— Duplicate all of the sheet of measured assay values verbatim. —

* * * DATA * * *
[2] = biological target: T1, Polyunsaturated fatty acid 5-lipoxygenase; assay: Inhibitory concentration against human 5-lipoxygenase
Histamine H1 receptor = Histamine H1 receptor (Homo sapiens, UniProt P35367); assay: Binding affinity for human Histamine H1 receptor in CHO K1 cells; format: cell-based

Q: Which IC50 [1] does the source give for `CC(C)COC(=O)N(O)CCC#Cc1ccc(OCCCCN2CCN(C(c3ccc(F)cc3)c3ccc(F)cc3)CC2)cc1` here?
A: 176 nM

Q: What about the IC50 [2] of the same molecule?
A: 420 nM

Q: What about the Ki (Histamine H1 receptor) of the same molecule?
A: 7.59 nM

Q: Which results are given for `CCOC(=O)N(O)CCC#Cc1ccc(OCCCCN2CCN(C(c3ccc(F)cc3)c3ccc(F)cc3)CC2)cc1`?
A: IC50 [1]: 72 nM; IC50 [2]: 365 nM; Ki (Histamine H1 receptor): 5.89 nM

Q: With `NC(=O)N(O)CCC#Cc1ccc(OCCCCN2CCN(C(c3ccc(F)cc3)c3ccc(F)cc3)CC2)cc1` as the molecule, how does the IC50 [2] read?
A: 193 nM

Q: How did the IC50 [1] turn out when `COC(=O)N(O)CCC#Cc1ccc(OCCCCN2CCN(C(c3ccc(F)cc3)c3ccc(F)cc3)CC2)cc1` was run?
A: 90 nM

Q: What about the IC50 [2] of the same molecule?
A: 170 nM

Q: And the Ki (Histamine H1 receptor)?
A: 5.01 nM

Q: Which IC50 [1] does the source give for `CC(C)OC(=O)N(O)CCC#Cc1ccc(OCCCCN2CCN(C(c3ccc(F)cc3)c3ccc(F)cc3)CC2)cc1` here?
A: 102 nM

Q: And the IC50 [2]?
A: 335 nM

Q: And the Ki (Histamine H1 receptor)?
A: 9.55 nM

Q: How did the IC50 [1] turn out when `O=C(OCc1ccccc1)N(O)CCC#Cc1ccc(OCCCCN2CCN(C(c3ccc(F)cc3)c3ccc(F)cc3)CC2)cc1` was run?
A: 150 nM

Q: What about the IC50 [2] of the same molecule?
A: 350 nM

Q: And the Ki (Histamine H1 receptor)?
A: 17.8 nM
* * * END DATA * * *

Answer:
[2] = biological target: T1, Polyunsaturated fatty acid 5-lipoxygenase; assay: Inhibitory concentration against human 5-lipoxygenase
Histamine H1 receptor = Histamine H1 receptor (Homo sapiens, UniProt P35367); assay: Binding affinity for human Histamine H1 receptor in CHO K1 cells; format: cell-based

Q: Which IC50 [1] does the source give for `CC(C)COC(=O)N(O)CCC#Cc1ccc(OCCCCN2CCN(C(c3ccc(F)cc3)c3ccc(F)cc3)CC2)cc1` here?
A: 176 nM

Q: What about the IC50 [2] of the same molecule?
A: 420 nM

Q: What about the Ki (Histamine H1 receptor) of the same molecule?
A: 7.59 nM

Q: Which results are given for `CCOC(=O)N(O)CCC#Cc1ccc(OCCCCN2CCN(C(c3ccc(F)cc3)c3ccc(F)cc3)CC2)cc1`?
A: IC50 [1]: 72 nM; IC50 [2]: 365 nM; Ki (Histamine H1 receptor): 5.89 nM

Q: With `NC(=O)N(O)CCC#Cc1ccc(OCCCCN2CCN(C(c3ccc(F)cc3)c3ccc(F)cc3)CC2)cc1` as the molecule, how does the IC50 [2] read?
A: 193 nM

Q: How did the IC50 [1] turn out when `COC(=O)N(O)CCC#Cc1ccc(OCCCCN2CCN(C(c3ccc(F)cc3)c3ccc(F)cc3)CC2)cc1` was run?
A: 90 nM

Q: What about the IC50 [2] of the same molecule?
A: 170 nM

Q: And the Ki (Histamine H1 receptor)?
A: 5.01 nM

Q: Which IC50 [1] does the source give for `CC(C)OC(=O)N(O)CCC#Cc1ccc(OCCCCN2CCN(C(c3ccc(F)cc3)c3ccc(F)cc3)CC2)cc1` here?
A: 102 nM

Q: And the IC50 [2]?
A: 335 nM

Q: And the Ki (Histamine H1 receptor)?
A: 9.55 nM

Q: How did the IC50 [1] turn out when `O=C(OCc1ccccc1)N(O)CCC#Cc1ccc(OCCCCN2CCN(C(c3ccc(F)cc3)c3ccc(F)cc3)CC2)cc1` was run?
A: 150 nM

Q: What about the IC50 [2] of the same molecule?
A: 350 nM

Q: And the Ki (Histamine H1 receptor)?
A: 17.8 nM